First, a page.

Preventing Cancer: Why the HPV Vaccine is So Important
Whether or not to have her three children — two boys and a girl — vaccinated for human papillomavirus (HPV) wasn’t even a question for Diane Crawford.
“We chose to have them vaccinated because we know that it will help them prevent getting cancer one day,” Crawford said. “And as a cancer survivor myself, I feel it’s very important that they are protected as well as we can protect them.”
When Crawford was diagnosed with cervical cancer in 2009 after an irregular Pap test result, her doctor explained that HPV was likely the cause. She was subsequently treated at The Ohio State University Comprehensive Cancer Center – James Cancer Hospital and Solove Research Institute (OSUCCC – James), and now, she touts the benefits of the HPV vaccination.
“It is proven to help us prevent cancer, and I think right there, that is a benefit,” she said. “And do we need any other benefits besides the fact that it’s the way to help prevent cancer? I don’t think so.”
According to the Centers for Disease Control and Prevention (CDC), HPV infections are responsible for approximately 27,000 new cancer diagnoses each year in the United States. An estimated 79 million people are currently infected with the HPV virus and an additional 17 million will contract the virus this year.
Vaccination rates remain low across the country, with less than 40 percent of girls and approximately 21 percent of boys receiving the recommended three-dose vaccine. In Ohio, 35 percent of girls and 23 percent of boys have received the three-dose vaccine.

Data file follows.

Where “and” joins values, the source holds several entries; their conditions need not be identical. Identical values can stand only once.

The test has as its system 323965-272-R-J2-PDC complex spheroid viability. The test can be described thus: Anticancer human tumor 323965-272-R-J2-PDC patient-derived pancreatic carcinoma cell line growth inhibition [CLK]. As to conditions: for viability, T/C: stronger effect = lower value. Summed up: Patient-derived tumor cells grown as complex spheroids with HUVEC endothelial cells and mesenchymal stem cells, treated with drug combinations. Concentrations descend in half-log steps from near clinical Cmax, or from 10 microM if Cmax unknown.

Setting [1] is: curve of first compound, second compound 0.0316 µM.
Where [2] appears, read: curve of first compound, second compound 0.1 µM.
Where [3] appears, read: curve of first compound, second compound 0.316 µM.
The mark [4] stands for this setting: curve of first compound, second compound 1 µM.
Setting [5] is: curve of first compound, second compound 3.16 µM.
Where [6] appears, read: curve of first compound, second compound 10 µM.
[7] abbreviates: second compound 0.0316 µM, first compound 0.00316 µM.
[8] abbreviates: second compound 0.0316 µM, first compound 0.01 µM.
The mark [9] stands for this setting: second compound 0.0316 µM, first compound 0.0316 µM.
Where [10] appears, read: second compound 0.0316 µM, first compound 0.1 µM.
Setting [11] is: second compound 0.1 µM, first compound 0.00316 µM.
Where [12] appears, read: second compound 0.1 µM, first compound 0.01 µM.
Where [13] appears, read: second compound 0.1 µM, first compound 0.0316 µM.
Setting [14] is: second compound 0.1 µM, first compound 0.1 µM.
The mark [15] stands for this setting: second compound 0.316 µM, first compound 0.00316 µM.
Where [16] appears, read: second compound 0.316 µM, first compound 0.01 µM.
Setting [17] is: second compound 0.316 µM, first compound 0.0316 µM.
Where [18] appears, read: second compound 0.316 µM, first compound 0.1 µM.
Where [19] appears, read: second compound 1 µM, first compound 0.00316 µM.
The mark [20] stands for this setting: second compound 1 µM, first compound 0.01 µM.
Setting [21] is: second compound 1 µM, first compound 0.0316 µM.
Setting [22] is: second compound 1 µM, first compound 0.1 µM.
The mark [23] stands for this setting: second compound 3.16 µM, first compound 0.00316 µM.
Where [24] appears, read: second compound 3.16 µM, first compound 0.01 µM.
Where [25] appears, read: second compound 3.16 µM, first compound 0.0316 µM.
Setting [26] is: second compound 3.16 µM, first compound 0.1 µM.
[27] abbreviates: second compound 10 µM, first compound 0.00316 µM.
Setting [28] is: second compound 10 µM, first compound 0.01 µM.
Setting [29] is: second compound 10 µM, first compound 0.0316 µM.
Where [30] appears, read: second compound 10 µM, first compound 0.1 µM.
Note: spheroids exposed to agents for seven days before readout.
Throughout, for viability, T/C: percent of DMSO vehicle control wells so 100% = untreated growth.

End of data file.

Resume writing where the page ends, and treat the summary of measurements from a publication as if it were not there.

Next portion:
Crawford isn’t the only one who hopes these numbers will rise. All 69 National Cancer Institute (NCI)-designated cancer centers, including the OSUCCC – James, recently issued a statement calling for increased HPV vaccination for the prevention of cancer.
“We want the community to understand that HPV vaccines are a safe and an important step for preventing HPV-associated cancers. This is true cancer prevention – all children who qualify for the vaccine should receive it,” says Electra Paskett, PhD, leader of the cancer control research program at the OSUCCC – James, and associate director for population sciences. “This is a huge public health concern but one that has concrete action steps that can be taken to reduce future cancer risk. We have a cancer vaccine – now people just need to get it!”
Crawford said she definitely thinks there are misconceptions about the HPV vaccine, which she tries to help dispel.
“I tell parents right now, and I would tell parents that ask me that they should ask questions, talk to their doctors, and don’t be afraid to bring up uncomfortable questions about the vaccine,” Crawford said. “And then also, more importantly, I would tell parents to consider their sources when they’re looking for information. Make sure it’s a valid source. If they’re not sure, ask their doctors.”
Crawford also advocates for the HPV vaccine through a charity she formed after finishing her treatment at the OSUCCC – James. The charity, The Crawford Crew, educates the public on how to prevent cervical cancer, primarily through vaccination against HPV and yearly exams. To date, The Crawford Crew has raised more than $150,000 for the OSUCCC – James.
Through her work with The Crawford Crew, her message is to talk about the vaccine, even when the conversation might include uncomfortable questions. Crawford also reminds parents that it’s not just girls who are at risk.
“I vaccinated all three of my children, and I do it because I love them and I’m trying to protect them. My husband and I want to make sure they have a future,” she said. “Living every day to prevent cancer and to prevent our children from being affected by it is what’s most important.”